Predators waste fast start in season-opening loss

Sunday, January 20, 2013 at 10:59pm

Martin Erat simply needed to catch his breath. As it turned out, he gave the Nashville Predators some early breathing room.

The veteran forward was at the end of his shift when he got the new season off to a good start with a goal 39 seconds into Saturday’s opener against the Columbus Blue Jackets at Bridgestone Arena.

“I was tired after 30 seconds and I tried to just shoot it between the defenseman’s legs,” he said. “It was a good shot that went just between them.”

It also got past goalie Sergei Bobrovsky and gave the Predators a 1-0 lead that stood for more than 15 minutes but ultimately did not hold up.

Following a lockout that lasted roughly four months and a training camp shortened to six days, Nashville was the exception on the day the National Hockey League got back to playing games. In all, 26 of the league’s 30 teams were in action Saturday and 10 of the 13 that scored first ended the day with a victory.

The Predators and Blue Jackets were the only ones who went to overtime, and Columbus finally won 3-2 by virtue of a six-round shootout.

“Obviously, it got the crowd right into it, which is great,” coach Barry Trotz said of the early goal. “They were fantastic as usual. It was a good start. You don’t want to be chasing the game, and the game was pretty even for the most part. Getting a good start … it’s easier to play from ahead than behind.”

Six teams, including the Predators, scored within the first five minutes of play Saturday. All six led at the end of the first period but Nashville was the only one that allowed its first goal within the first 20 minutes.

Pittsburgh scored at 4:40 and led 2-0 at the first intermission. Chicago got on the board at 3:41 and was up 3-0 after one. Florida scored at 3:37 and added three more before the break. Toronto (4:51) and Colorado (2:07) each were up 1-0 after one period.

Columbus scored on the power play with 3:42 to play in the first but the Predators went back ahead with a power-play goal of their own 1:47 later.

“I think it got the monkey off our back just to come out and get that quick lead, which is nice,” defenseman Kevin Klein said. “For the first 10 minutes we played pretty well and then we kind of backed it off, and that’s [something] we can’t do – play sporadically. We have to work on being good all game.”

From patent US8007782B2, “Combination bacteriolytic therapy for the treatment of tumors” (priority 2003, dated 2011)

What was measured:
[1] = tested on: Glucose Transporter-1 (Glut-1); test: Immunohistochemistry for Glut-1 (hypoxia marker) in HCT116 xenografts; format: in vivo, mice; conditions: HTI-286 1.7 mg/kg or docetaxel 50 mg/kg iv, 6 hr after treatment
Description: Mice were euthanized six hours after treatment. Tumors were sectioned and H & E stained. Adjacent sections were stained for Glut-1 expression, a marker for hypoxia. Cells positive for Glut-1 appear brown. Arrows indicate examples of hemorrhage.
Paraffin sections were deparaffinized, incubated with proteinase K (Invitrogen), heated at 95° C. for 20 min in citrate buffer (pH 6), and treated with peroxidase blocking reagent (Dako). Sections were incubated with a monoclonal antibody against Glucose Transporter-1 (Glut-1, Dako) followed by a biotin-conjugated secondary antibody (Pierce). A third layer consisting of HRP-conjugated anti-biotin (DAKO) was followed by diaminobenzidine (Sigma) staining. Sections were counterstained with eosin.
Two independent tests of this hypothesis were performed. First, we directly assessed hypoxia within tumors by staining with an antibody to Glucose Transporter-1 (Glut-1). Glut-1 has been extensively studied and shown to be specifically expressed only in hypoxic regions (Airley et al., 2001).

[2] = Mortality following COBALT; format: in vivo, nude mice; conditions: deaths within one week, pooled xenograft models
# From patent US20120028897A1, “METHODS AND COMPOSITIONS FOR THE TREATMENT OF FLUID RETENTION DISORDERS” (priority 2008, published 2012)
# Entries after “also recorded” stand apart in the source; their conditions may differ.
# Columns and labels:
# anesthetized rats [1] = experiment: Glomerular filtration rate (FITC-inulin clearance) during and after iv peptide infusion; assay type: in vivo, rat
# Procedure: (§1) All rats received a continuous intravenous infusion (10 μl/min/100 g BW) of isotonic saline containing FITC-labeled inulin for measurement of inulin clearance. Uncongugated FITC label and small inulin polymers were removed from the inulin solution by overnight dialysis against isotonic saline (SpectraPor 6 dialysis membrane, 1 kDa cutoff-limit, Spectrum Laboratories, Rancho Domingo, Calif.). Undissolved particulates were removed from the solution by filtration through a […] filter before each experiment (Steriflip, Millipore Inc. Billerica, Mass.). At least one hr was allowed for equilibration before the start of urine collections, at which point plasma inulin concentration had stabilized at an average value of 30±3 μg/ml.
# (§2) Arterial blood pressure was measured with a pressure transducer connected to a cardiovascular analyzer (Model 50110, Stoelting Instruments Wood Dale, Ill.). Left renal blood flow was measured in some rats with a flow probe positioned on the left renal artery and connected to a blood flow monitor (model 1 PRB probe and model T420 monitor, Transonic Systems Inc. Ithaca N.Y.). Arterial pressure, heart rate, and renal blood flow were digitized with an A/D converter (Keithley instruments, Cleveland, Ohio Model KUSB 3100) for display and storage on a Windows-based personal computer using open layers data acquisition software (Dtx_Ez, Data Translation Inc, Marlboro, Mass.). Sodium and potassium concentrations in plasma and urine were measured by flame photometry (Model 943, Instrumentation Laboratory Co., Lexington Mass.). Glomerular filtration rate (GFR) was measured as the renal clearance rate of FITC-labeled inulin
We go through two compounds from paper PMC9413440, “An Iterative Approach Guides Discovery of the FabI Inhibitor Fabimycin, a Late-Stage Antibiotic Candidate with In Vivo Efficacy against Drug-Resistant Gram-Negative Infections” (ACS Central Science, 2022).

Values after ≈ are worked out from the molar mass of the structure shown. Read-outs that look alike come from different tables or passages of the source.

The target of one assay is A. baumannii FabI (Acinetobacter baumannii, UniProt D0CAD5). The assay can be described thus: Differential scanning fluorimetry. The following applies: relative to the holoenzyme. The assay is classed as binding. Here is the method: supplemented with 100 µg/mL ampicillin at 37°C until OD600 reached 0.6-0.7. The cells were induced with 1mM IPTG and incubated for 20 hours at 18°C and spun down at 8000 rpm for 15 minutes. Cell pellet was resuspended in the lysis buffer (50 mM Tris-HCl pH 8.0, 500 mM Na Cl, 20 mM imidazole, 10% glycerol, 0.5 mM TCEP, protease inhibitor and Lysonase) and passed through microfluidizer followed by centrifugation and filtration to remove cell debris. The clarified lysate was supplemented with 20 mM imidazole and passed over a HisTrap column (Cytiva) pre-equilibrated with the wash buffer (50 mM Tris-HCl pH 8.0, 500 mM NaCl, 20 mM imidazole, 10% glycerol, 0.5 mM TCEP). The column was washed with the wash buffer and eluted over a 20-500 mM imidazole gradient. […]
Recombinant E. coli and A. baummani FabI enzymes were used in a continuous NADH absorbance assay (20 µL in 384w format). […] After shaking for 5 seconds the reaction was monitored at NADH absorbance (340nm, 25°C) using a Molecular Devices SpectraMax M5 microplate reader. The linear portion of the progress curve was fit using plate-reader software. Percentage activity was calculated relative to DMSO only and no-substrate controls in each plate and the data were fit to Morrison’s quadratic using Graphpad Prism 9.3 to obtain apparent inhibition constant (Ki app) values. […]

Things started to go badly in the second half of the second period, when Columbus enjoyed an inordinate amount of time in the offensive zone. The Blue Jackets tied it for good on Artem Anisimov’s goal at 12:05 of the second.

When the shootout settled things, it left the Predators as one of two teams (Colorado was the other) that led after the first period but did not win.

Similarly, teams that scored two or more first-period goals were a combined 6-1-1 on the day. The losers were Nashville and Vancouver, which was tied 2-2 with Anaheim at the first intermission.

“Different guys are different and a lot of guys were maybe nervous coming in,” captain Shea Weber said. “I think [the early goal] gave us more energy. We still made mistakes, but I think we were playing with more energy and then we kind of let up in the second.”

Briefly: The Predators assigned defense prospect Victor Bartley to Milwaukee (AHL) on Sunday. The 24-year-old was selected last week to play in the upcoming AHL All-Star Game but missed part of training camp with an injury. … Nashville defenseman Roman Josi led all players through the first two days of games with 27:30 of ice time in Saturday’s contest. … Nashville had won its previous three season-openers, including last season against Columbus. The last time it opened with a defeat, 2008-09, was also the last time it failed to make the playoffs. … Defenseman Ryan Ellis scored the Predators’ second goal. It was the fourth of his career (33 games), the third on the power play.

1 Comment on this post:

By: Rasputin72 on 1/21/13 at 2:12

Based on the financial condition of the franchise and the demand for tickets by the public, this is a good time to consider an increase in ticket prices.